Tuesday, December 25, 2007

Faith, family traditions key to Christmas joy

(Originally published 12/22/07)

I love Christmas.

I have fond memories of our family singing traditional Christmas carols at the candlelight services at our church when I was a kid. Afterward, my dad took us to check out the Christmas lights all over town. My mom used that time to wrap presents, stuff stockings and make all the final preparations for the big day.

After we went to bed, my dad made Santa footprints by sprinkling carpet cleaner (or soot itself, before my mom made him switch) out from the fireplace, munched the cookies we left and wrote us a note as a final touch. Looking at his letters, I would wonder whether all those cookies gave Santa a sugar high; Dad confessed later that he had scrawled with his left hand so we wouldn’t recognize his handwriting.

My mom makes egg and sausage casserole for Christmas brunch. I remember watching her make it many times on Christmas Eve after our town tour. As much as I love that casserole (and trust me, my portion disappears in a hurry), I will only eat it on Christmas morning. Although I take a lot of grief for that (you know who you are), it makes that meal a special part of Christmas for me.

I’ve had mixed results incorporating my childhood traditions into our family practices. For example, I get a bonus casserole since I make my own, but somehow, it’s not the same; in addition, I’ve learned that the soot trick leaves much to be desired if you have wood floors.

I have developed some traditions of my own, and they echo those candlelight services of my youth. Music is perhaps the most important part of Christmas for me, outside of celebrating Christ’s birth and being with my family. Music can reach a part of the human soul untouchable by words alone. It seems to have the ability to reach through time and space to unite those of us in the modern age with those of antiquity who experienced the first Christmas. I guess that’s not surprising; after all, the ability to express one’s self through song is one of the few things that we still have in common with our forebears.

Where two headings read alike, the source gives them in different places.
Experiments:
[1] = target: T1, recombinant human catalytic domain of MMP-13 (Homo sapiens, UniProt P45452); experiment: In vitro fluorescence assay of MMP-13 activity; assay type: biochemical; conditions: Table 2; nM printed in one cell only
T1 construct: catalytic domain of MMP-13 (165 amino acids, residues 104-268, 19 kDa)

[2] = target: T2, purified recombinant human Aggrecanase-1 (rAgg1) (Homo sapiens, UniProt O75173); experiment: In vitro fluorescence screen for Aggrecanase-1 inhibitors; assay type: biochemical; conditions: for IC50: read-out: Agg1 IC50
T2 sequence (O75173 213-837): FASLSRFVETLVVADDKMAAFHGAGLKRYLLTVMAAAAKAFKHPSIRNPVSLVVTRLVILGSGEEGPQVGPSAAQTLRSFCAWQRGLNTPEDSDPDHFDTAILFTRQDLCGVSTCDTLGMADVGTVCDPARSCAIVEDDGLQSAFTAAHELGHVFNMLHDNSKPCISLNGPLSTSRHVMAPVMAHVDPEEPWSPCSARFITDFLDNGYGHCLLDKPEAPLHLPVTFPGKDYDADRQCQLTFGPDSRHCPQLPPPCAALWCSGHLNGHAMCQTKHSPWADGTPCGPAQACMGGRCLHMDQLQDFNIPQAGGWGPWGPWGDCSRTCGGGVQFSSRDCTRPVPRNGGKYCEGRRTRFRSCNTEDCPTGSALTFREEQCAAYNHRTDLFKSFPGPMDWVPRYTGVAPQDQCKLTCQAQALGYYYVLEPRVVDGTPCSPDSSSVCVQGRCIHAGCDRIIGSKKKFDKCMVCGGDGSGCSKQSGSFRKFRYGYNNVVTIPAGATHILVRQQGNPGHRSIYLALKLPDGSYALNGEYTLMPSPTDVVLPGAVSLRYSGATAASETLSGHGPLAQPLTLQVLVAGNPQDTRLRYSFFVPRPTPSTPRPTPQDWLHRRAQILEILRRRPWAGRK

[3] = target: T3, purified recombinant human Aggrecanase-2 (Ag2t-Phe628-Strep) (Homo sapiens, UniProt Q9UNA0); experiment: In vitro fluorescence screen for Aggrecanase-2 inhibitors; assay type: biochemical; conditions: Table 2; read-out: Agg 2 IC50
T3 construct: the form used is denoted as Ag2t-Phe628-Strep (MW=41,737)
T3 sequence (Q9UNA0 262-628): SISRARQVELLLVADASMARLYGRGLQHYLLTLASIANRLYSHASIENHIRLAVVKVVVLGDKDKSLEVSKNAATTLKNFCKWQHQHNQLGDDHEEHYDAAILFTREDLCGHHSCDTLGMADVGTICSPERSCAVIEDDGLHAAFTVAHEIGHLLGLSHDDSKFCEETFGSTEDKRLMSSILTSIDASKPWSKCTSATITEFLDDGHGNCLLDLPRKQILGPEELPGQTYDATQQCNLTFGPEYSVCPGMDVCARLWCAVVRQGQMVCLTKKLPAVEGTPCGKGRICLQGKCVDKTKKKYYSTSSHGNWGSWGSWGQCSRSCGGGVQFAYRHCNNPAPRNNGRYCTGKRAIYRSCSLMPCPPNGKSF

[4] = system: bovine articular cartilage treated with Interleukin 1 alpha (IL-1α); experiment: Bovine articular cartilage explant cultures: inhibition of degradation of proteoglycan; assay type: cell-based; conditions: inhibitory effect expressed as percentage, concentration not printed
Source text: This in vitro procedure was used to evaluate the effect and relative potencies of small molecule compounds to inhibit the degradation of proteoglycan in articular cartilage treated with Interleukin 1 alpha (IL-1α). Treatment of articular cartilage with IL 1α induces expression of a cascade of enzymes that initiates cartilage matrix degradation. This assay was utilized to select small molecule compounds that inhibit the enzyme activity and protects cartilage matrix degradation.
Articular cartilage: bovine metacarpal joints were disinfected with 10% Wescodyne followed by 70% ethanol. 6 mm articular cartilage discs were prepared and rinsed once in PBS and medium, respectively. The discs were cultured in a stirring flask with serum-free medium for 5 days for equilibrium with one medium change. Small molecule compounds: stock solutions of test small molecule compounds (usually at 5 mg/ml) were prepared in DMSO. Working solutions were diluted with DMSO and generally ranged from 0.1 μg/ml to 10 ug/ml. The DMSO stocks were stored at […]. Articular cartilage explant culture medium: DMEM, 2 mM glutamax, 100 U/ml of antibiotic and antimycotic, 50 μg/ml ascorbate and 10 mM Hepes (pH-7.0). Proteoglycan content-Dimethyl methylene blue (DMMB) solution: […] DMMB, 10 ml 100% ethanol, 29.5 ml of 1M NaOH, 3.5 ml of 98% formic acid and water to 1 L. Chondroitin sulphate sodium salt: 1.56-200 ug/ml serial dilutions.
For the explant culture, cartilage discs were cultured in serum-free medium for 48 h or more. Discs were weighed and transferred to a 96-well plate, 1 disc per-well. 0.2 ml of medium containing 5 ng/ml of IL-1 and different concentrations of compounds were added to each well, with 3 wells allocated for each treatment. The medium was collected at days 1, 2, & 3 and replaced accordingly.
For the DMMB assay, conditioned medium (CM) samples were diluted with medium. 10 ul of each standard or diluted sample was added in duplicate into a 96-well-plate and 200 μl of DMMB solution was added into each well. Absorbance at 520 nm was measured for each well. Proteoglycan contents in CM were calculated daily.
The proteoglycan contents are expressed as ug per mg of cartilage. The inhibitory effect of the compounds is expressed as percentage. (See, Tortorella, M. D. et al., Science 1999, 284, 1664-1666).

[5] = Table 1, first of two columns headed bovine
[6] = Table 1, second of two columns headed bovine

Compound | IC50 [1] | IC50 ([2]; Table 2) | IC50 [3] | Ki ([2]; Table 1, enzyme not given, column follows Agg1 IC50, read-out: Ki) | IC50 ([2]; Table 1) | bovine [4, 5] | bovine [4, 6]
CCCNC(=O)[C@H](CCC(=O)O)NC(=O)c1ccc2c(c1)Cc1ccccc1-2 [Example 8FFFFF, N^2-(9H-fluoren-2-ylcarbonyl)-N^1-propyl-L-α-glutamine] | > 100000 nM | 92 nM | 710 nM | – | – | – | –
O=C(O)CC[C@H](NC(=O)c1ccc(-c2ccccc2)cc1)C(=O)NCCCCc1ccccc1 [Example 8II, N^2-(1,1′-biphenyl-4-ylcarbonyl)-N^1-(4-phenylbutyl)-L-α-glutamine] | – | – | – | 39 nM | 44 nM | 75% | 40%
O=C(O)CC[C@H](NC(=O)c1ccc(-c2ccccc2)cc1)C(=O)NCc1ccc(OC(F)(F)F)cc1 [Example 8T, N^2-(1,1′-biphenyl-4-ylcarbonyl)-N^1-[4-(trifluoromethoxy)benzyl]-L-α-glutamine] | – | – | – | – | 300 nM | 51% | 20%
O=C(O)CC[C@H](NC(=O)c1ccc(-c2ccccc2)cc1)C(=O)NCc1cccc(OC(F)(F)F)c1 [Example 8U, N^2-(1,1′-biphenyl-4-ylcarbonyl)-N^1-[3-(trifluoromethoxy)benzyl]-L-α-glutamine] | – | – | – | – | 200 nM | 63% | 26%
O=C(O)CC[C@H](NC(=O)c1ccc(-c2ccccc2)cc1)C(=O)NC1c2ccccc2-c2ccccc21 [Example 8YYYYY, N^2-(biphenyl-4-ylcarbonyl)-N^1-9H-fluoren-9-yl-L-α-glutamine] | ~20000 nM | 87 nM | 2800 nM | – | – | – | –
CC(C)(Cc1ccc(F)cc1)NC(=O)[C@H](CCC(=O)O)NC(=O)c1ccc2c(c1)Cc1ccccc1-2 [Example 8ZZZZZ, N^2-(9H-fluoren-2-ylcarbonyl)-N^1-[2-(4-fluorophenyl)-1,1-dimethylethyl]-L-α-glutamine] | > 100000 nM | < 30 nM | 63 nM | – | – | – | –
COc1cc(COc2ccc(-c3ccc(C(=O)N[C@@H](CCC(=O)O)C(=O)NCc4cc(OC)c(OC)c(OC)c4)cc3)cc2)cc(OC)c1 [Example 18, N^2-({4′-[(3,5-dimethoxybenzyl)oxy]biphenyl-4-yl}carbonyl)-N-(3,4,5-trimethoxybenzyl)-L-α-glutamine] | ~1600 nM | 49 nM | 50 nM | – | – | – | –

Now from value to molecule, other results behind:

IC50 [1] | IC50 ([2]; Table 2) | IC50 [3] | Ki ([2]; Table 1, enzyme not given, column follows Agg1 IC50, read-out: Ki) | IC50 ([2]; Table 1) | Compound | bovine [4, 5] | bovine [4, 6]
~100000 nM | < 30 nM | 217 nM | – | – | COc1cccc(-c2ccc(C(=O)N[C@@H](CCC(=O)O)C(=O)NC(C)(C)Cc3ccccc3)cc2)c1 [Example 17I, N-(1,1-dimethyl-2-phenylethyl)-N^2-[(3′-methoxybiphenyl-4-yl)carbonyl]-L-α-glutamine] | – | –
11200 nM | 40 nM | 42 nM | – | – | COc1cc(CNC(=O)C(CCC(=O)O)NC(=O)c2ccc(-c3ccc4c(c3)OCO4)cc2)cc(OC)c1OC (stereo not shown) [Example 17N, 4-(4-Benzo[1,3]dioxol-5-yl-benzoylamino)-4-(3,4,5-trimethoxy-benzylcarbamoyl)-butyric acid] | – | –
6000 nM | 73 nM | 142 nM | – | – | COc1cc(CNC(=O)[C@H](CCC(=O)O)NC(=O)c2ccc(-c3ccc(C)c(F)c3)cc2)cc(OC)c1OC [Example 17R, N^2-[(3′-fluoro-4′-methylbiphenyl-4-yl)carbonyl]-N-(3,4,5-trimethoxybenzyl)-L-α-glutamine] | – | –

I love to listen to Christmas music, especially from the 40s and 50s and new arrangements of classic carols. I’ll turn it on while I wrap gifts, which I do the way I used to study for mid-terms – all at once and always the night before. Christmas Eve is the procrastinator’s playground!

(By the way, is there a better hero for procrastinators than the Grinch? He had put up with the Who-Christmas Sing for 53 years, but he came up with his “wonderful, awful idea” only under the pressure of one more: “Tomorrow is Christmas; it’s practically here!”)

So on Christmas Eve, as I wrap presents and listen to music that has delighted people for 60 years or more, I’ll be thinking of my Christmas wishes, and I’ll share them here with you:

  • That every child throughout the world would be safe, happy and loved;
  • That every homeless person would find inviting shelter;
  • That every hungry man, woman and child would have a warm meal to warm their souls;
  • That everyone already blessed with these things would share them with a less fortunate brother or sister, not just on Christmas but throughout the year; and
  • That your home on Christmas morning will be filled with the music of the season: songs of faith, family and giving – and the greatest gift of all.
Merry Christmas!

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